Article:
Like many of my friends, my husband and I binge watched Stranger Things, the new nostalgia-fest from Netflix. After the heavier pleasures of series like Mad Men, Narcos, Breaking Bad, or The Americans, part of the joy of Stranger Things is the condensation of real troubles (class distinctions in a small town, sick kids, and crap parents) onto a clearly fantasy demon that can be battled. In this case, some weird skinless, faceless thing called a demogorgon. In the show, the demogorgon lives in a place called "the upside down," a shadow world to our own, from which he sometimes breaks loose to terrorize the good people of the show.
The upside down and the demogorgon seem like a good metaphor for the way the world looks when things get bleak, scary, or out of control. There's the world as is, and then there's the world as it appears to us when shadows of jealousy, anxious expectation, or rumination cast their unlovely pall across it.
I had occasion to think about this as well as to take some of my own medicine the day before school started on my campus. As any teacher knows, it can be less than 100% fun when your institution changes educational technology. The few days before classes began, I was scrambling to learn new course management software, to add captions to video clips to meet ADA standards, and to update materials for a new film studies course. The night before school started, I was in near panic mode when my husband stopped me.
"What's the worst that's going to happen?," he asked me.
"Well, my technologies will all fail and then I'll be humiliated in front of two-hundred plus students." Duh, husband!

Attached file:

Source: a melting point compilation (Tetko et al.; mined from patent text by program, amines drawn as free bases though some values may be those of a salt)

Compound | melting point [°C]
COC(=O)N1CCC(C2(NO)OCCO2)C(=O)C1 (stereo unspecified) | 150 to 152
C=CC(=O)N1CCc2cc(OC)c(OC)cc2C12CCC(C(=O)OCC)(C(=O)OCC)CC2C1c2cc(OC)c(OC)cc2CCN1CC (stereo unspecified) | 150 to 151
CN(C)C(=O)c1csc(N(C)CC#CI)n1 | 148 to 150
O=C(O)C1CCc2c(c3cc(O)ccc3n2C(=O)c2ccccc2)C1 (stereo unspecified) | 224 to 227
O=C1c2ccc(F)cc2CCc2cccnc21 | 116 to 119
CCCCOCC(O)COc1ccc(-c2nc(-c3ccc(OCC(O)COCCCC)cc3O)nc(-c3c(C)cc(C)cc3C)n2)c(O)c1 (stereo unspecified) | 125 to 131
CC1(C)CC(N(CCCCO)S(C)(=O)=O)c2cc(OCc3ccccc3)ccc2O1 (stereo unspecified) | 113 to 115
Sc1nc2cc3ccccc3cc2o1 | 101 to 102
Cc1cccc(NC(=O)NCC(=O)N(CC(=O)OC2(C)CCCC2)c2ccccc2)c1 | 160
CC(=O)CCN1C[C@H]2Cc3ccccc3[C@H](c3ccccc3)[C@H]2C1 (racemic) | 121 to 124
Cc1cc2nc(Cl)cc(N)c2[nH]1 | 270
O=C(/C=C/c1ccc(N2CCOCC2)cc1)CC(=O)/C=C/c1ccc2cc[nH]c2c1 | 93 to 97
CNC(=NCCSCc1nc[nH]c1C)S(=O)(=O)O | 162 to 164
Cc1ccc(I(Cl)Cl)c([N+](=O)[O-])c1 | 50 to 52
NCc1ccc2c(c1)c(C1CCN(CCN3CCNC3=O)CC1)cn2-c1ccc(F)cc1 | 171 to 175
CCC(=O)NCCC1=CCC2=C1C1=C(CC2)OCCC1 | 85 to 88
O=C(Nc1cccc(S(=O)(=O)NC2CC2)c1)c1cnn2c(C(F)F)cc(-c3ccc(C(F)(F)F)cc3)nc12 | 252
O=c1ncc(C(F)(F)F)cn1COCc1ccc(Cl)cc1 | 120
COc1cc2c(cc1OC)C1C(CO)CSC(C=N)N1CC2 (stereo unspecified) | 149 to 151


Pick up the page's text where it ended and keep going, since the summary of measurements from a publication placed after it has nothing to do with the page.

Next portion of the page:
Sometimes you say something and your partner just stares at you. This was one of those moments.
"Um, that's not a thing that can happen. That's how you'll react to it."
Aha. This is my mindfulness talk back to set me straight. Taking your own medicine is always a bit bitter, but he was right. Part of what's encapsulated in that old chestnut, "Be here now," is the advice to see what's actually happening in the present moment, to be there for what is really happening, rather than spinning it out into a narrative about how the present event is connected to what's come before or expectations for the future. Instead, mindfulness would ask us to pay attention to what's actually contained in the moment.
And the truth of the matter is that my technology, quite predictably, did fail. In my first lecture of the day a polling slide in my PowerPoint didn't open, and in my second class the link to a film failed. But the earth did not open and swallow me whole, sending me into the upside down and my students did not turn into faceless demogorgons intent on devouring their foolish teacher. Instead, I apologized and told the students I'd look into the problem. And then we all moved on.
Now, the evening after the first day, my whole family came down with a wild case of food poisoning. Let me tell you, that was real.
Get a Life, PhD
The Professor is In
The Thesis Whisperer
Tenure, She Wrote